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Influencing factors of screen time in preschool children: an exploration of parents' perceptions through focus groups in six European countries

Ellen De Decker, Marieke De Craemer UGent, Ilse De Bourdeaudhuij UGent, Katrien Wijndaele UGent, K Duvinage, B Koletzko, E Grammatikaki, V Iotova, N Usheva, JM Fernández-Alvira, et al. (2012) OBESITY REVIEWS. 13(suppl. 1). p.75-84
abstract
Preschoolers already spend significant proportions of their waking hours being sedentary. Screen time (i.e. television/DVD viewing and computer use) has been negatively associated with several health outcomes but interventions aiming to reduce preschoolers' sedentary behaviour are scarce. This study aimed to explore parents' perceptions of their preschool children's screen time. One hundred twenty-two parents of low and medium-high socioeconomic status from six European countries with children between 4 and 6 years old were involved in 24 focus groups. Following a qualitative content analysis, the available information and key findings were centrally analysed. Results showed that children tend to like watching television (TV) and most parents do not express worries about their children's TV viewing time. Education is considered to be the main benefit of watching TV and in general, parents only have informal rules about TV viewing. Computer and active games use are less frequent compared with TV viewing. No univocal results are found about the influence of siblings or friends on children's screen time. Weather conditions and parental habits at home are the most important factors influencing children's screen time. Alternatives for screen activities and information on how to set rules for screen time should be provided to parents to assist them in decreasing their preschool children's screen time.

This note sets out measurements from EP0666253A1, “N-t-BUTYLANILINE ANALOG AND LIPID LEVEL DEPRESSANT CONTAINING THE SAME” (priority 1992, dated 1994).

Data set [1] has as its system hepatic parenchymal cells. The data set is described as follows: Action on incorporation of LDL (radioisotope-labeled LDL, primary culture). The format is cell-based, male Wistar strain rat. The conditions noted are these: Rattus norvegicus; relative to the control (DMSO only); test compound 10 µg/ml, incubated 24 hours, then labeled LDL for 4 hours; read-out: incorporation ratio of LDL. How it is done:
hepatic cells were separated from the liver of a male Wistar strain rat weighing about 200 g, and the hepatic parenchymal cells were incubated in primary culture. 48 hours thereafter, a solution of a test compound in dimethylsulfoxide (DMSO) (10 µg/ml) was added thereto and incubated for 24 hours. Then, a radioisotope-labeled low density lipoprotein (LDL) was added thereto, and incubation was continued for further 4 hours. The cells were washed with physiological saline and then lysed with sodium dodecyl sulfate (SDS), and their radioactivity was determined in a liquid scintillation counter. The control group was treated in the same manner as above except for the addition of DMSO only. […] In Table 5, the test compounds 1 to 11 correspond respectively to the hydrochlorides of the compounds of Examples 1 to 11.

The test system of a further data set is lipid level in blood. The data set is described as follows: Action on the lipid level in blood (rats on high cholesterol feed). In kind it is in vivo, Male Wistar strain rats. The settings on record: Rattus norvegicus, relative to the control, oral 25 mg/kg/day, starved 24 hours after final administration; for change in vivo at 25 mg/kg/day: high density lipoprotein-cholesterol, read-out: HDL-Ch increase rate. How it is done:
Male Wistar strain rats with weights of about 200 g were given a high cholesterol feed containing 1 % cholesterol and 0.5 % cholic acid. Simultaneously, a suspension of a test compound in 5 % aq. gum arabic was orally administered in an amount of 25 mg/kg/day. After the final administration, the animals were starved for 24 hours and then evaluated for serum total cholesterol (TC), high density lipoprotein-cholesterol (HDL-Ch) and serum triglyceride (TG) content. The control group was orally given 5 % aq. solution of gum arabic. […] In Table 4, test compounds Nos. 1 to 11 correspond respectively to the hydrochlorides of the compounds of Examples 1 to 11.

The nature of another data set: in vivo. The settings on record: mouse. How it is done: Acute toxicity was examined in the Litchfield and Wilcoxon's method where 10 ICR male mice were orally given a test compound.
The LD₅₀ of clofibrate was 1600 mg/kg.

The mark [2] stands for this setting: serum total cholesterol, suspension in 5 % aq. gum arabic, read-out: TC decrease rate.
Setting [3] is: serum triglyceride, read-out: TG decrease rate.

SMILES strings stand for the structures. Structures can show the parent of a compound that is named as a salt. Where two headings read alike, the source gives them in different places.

Please use this url to cite or link to this publication:
author
organization
year
type
journalArticle (original)
publication status
published
subject
keyword
Computer use, OVERWEIGHT, TRACKING, INTERVENTION, OBESITY, CHILDHOOD, TELEVISION, YOUNG-CHILDREN, SEDENTARY BEHAVIORS, PHYSICAL-ACTIVITY, TV viewing, IOWA BONE-DEVELOPMENT, focus groups, preschool children
journal title
OBESITY REVIEWS
Obes. Rev.
volume
13
issue
suppl. 1
pages
75 - 84
Web of Science type
Article
Web of Science id
000299887100007
JCR category
ENDOCRINOLOGY & METABOLISM
JCR impact factor
6.87 (2012)
JCR rank
11/121 (2012)
JCR quartile
1 (2012)
ISSN
1467-7881
DOI
10.1111/j.1467-789X.2011.00961.x
project
ToyBox-project
language
English
UGent publication?
yes
classification
A1
copyright statement
I have transferred the copyright for this publication to the publisher
id
2054498
handle
http://hdl.handle.net/1854/LU-2054498
date created
2012-03-01 10:32:31
date last changed
2016-12-19 15:42:24
@article{2054498,